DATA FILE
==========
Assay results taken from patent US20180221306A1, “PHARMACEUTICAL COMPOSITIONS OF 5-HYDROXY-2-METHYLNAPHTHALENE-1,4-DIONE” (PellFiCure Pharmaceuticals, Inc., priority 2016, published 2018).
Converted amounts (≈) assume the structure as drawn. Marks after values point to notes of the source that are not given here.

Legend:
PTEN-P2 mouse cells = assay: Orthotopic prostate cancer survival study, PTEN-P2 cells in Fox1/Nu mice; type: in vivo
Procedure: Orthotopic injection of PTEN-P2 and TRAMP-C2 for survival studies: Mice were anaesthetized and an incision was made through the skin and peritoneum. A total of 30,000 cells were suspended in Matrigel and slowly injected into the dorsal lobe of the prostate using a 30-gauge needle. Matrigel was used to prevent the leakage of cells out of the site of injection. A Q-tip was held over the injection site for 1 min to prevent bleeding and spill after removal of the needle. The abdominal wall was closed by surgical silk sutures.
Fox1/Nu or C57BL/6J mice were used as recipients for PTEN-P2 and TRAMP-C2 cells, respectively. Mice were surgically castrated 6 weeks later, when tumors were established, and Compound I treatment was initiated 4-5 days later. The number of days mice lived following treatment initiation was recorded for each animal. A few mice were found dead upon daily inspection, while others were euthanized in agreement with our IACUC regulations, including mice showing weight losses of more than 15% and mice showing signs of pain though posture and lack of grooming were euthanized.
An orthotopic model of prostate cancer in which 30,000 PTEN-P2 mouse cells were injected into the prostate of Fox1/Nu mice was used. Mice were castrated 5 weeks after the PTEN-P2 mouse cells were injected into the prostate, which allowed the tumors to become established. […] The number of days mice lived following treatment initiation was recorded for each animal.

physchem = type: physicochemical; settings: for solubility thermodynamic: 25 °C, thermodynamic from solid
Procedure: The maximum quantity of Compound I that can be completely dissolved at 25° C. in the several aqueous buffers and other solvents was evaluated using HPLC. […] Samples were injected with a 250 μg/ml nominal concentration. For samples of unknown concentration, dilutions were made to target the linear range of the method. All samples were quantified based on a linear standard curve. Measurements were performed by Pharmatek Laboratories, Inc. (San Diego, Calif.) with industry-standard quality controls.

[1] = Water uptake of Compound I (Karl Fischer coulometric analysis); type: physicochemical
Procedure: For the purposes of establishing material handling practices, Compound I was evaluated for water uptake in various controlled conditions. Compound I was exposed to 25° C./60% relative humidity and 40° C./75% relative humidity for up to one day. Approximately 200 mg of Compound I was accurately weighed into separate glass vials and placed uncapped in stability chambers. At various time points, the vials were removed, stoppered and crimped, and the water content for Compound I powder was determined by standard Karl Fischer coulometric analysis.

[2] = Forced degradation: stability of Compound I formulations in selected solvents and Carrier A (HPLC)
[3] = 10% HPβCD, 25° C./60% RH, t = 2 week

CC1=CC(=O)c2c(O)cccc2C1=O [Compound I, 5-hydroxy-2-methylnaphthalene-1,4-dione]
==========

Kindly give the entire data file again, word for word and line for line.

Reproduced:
Assay results taken from patent US20180221306A1, “PHARMACEUTICAL COMPOSITIONS OF 5-HYDROXY-2-METHYLNAPHTHALENE-1,4-DIONE” (PellFiCure Pharmaceuticals, Inc., priority 2016, published 2018).
Converted amounts (≈) assume the structure as drawn. Marks after values point to notes of the source that are not given here.

Legend:
PTEN-P2 mouse cells = assay: Orthotopic prostate cancer survival study, PTEN-P2 cells in Fox1/Nu mice; type: in vivo
Procedure: Orthotopic injection of PTEN-P2 and TRAMP-C2 for survival studies: Mice were anaesthetized and an incision was made through the skin and peritoneum. A total of 30,000 cells were suspended in Matrigel and slowly injected into the dorsal lobe of the prostate using a 30-gauge needle. Matrigel was used to prevent the leakage of cells out of the site of injection. A Q-tip was held over the injection site for 1 min to prevent bleeding and spill after removal of the needle. The abdominal wall was closed by surgical silk sutures.
Fox1/Nu or C57BL/6J mice were used as recipients for PTEN-P2 and TRAMP-C2 cells, respectively. Mice were surgically castrated 6 weeks later, when tumors were established, and Compound I treatment was initiated 4-5 days later. The number of days mice lived following treatment initiation was recorded for each animal. A few mice were found dead upon daily inspection, while others were euthanized in agreement with our IACUC regulations, including mice showing weight losses of more than 15% and mice showing signs of pain though posture and lack of grooming were euthanized.
An orthotopic model of prostate cancer in which 30,000 PTEN-P2 mouse cells were injected into the prostate of Fox1/Nu mice was used. Mice were castrated 5 weeks after the PTEN-P2 mouse cells were injected into the prostate, which allowed the tumors to become established. […] The number of days mice lived following treatment initiation was recorded for each animal.

physchem = type: physicochemical; settings: for solubility thermodynamic: 25 °C, thermodynamic from solid
Procedure: The maximum quantity of Compound I that can be completely dissolved at 25° C. in the several aqueous buffers and other solvents was evaluated using HPLC. […] Samples were injected with a 250 μg/ml nominal concentration. For samples of unknown concentration, dilutions were made to target the linear range of the method. All samples were quantified based on a linear standard curve. Measurements were performed by Pharmatek Laboratories, Inc. (San Diego, Calif.) with industry-standard quality controls.

[1] = Water uptake of Compound I (Karl Fischer coulometric analysis); type: physicochemical
Procedure: For the purposes of establishing material handling practices, Compound I was evaluated for water uptake in various controlled conditions. Compound I was exposed to 25° C./60% relative humidity and 40° C./75% relative humidity for up to one day. Approximately 200 mg of Compound I was accurately weighed into separate glass vials and placed uncapped in stability chambers. At various time points, the vials were removed, stoppered and crimped, and the water content for Compound I powder was determined by standard Karl Fischer coulometric analysis.

[2] = Forced degradation: stability of Compound I formulations in selected solvents and Carrier A (HPLC)
[3] = 10% HPβCD, 25° C./60% RH, t = 2 week

CC1=CC(=O)c2c(O)cccc2C1=O [Compound I, 5-hydroxy-2-methylnaphthalene-1,4-dione]